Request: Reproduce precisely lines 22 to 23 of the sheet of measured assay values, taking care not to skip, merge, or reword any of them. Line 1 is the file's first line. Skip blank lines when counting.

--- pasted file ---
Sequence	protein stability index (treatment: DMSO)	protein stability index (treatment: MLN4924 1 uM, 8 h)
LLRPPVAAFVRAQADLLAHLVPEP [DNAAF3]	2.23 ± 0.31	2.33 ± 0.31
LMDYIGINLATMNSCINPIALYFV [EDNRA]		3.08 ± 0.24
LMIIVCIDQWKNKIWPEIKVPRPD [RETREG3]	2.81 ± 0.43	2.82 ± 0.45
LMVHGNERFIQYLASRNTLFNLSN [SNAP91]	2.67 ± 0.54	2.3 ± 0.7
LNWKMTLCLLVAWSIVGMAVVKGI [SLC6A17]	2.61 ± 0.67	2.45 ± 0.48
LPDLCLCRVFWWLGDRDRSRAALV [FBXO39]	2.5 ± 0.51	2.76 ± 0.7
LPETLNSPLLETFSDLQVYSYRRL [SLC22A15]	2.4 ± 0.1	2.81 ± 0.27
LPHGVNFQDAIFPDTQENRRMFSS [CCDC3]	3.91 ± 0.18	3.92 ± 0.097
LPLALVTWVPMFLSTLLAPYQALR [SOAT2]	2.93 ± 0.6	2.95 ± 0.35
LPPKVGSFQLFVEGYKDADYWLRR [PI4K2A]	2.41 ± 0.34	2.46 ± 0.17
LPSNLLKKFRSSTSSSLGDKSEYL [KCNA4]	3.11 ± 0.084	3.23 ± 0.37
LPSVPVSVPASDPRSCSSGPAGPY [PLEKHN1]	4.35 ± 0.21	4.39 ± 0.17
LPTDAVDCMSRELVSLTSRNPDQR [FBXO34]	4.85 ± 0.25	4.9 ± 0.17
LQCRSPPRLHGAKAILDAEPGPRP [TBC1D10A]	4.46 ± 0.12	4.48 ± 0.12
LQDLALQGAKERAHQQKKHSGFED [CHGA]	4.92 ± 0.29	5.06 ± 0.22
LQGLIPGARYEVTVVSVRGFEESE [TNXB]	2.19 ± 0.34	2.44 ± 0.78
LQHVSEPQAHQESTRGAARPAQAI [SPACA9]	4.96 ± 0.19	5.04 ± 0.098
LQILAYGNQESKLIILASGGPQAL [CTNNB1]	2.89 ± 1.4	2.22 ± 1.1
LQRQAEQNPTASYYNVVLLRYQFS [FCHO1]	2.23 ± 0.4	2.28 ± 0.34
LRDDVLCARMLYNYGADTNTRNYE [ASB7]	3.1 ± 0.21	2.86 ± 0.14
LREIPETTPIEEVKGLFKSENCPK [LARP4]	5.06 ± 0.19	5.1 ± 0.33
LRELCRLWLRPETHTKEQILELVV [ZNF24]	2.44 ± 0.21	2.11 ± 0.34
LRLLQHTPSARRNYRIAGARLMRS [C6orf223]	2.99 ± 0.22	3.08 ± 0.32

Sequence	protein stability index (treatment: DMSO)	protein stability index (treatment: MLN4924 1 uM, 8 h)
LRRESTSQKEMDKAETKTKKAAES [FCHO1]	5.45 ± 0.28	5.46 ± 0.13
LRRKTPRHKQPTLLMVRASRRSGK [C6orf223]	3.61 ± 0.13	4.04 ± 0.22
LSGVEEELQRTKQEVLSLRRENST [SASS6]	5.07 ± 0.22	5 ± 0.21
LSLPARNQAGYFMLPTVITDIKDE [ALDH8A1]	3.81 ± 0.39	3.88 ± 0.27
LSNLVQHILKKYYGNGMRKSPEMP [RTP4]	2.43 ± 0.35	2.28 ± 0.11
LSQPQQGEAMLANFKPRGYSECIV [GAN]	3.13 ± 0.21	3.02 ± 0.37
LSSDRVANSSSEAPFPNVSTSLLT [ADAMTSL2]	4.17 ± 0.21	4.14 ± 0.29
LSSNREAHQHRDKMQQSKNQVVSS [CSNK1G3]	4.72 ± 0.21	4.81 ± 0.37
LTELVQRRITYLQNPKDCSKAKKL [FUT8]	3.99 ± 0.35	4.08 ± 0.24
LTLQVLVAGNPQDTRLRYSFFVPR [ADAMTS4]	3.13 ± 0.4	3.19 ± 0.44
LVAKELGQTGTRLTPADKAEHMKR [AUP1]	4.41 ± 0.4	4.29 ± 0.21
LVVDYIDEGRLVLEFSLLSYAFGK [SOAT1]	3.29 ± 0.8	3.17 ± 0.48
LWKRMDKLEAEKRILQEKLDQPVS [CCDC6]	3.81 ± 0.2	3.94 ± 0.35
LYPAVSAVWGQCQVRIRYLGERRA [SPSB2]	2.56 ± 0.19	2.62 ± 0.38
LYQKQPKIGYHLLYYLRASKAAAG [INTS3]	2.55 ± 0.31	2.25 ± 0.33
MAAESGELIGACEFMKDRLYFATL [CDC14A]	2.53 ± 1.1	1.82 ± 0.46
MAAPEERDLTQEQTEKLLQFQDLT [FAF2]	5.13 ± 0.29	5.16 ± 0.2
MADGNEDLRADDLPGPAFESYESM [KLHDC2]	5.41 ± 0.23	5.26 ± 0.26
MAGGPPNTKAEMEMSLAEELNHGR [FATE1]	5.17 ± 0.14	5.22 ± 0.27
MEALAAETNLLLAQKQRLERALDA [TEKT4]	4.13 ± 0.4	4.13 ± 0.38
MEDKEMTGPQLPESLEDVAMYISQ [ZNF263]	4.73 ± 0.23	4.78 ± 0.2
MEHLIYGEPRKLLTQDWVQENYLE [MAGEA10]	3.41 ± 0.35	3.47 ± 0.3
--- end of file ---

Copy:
LREIPETTPIEEVKGLFKSENCPK [LARP4]	5.06 ± 0.19	5.1 ± 0.33
LRELCRLWLRPETHTKEQILELVV [ZNF24]	2.44 ± 0.21	2.11 ± 0.34